pension

Becca Schimmel | Ohio Valley ReSource

Retired miners will not lose their health benefits, as had been feared, thanks to last-minute action from Congress. However, Congress did not act on the miners’ faltering pension benefits fund, which supports some 43,000 retired miners in the Ohio Valley region.

Sergey Kuzmin / 123rf Stock Photo

As Gov. Matt Bevin mulls whether to call a special session to deal with the state’s ailing pension system and tax structure, a class action lawsuit brought against the state by aggrieved teacher pensioners continues to make its way through the court system.

LRC Public Information

A bill that would separate the relatively healthy retirement fund for local governments from one of the state’s ailing pension systems is dead — despite a push from local officials.

iStockPhoto

The Kentucky state Senate has agreed to make changes to three of the state's public pension systems.

J. Tyler Franklin / WFPL

Gov. Matt Bevin delivered his second State of the Commonwealth address Wednesday night. It marked the first time in state history a Republican governor of Kentucky addressed a joint session of a Republican-led legislature.

Without congressional intervention, about 16,000 retired miners in seven states will lose their health care coverage by the end of the year.

A proposal to temporarily extend the benefits is working its way through Congress. But two Senate Democrats, who are advocates for a more comprehensive plan, say the temporary provision isn't enough.

They are threatening to hold up a spending bill that needs to pass by Friday night to keep the government running.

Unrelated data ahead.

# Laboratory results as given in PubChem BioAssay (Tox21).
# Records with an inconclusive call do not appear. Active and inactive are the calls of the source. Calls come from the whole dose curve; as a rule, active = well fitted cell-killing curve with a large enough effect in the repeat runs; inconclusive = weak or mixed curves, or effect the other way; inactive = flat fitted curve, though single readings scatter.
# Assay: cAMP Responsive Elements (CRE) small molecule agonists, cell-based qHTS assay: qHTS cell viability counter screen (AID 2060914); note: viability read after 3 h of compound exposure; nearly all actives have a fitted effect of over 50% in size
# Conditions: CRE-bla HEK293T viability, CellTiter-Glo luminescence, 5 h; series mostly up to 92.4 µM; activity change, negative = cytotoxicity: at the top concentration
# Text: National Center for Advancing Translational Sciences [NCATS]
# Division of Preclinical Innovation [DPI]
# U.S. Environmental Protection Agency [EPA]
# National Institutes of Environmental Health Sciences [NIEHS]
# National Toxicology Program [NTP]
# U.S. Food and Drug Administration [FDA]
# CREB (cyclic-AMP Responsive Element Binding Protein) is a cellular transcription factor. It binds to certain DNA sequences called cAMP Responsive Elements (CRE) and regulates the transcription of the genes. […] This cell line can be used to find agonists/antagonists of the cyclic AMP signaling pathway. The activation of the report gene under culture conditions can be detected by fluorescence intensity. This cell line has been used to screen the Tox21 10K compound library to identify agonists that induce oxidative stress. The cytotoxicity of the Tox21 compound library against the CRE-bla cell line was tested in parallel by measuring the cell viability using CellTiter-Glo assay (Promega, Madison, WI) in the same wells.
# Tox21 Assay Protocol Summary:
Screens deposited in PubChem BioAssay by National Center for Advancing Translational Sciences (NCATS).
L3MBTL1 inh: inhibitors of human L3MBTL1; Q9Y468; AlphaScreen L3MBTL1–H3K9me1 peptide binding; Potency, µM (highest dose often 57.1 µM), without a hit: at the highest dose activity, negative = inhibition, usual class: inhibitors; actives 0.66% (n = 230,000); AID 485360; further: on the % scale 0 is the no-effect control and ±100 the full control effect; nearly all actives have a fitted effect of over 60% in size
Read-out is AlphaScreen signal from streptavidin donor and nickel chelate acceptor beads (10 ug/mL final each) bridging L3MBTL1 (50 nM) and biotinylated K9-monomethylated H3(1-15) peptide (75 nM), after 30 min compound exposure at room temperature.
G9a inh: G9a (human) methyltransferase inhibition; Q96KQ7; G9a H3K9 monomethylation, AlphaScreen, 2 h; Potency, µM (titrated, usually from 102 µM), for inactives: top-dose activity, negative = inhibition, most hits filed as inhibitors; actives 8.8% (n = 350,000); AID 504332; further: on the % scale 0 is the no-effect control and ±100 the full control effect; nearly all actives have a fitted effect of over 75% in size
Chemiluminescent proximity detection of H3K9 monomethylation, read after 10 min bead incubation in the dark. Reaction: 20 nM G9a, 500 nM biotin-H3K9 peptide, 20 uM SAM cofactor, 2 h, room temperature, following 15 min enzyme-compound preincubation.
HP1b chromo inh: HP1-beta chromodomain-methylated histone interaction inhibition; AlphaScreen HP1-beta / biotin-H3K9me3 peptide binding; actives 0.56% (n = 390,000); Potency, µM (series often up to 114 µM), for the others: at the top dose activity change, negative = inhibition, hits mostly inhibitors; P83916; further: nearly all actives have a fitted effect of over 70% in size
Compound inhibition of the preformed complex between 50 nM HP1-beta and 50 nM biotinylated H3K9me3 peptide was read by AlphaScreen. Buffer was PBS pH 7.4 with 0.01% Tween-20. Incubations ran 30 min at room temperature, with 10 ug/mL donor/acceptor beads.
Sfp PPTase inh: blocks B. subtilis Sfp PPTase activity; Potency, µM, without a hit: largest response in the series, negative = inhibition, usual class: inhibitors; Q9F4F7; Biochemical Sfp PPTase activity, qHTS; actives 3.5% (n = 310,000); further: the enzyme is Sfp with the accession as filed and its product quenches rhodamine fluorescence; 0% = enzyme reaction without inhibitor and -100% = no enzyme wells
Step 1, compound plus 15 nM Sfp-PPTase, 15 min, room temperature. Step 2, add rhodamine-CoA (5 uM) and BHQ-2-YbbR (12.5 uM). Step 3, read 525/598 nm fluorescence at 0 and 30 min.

Sergey Kuzmin, 123rf Stock Photo

An organization of current and retired Kentucky public school teachers has filed a class action lawsuit against Gov. Matt Bevin and legislative leaders for underfunding the teacher pension system, which lost $1.2 billion last year.

Kaspars Grinvalds, 123rf Stock Photo

Kentucky's troubled pension systems have continued their downward slide in 2016, with plans covering teachers and state employees losing more than $1.8 billion in value while obligations are increasing. 

WKU via wkyufm.org

  Western Kentucky University is seeking a declaratory judgment against the Kentucky Retirement System.  The feud relates to the pension benefits of former buildings and grounds workers.

iStockPhoto

Two of the Republican Party's top leaders have hesitated to support a bill that would preserve the pensions and health care benefits for thousands of retired union coal miners. 

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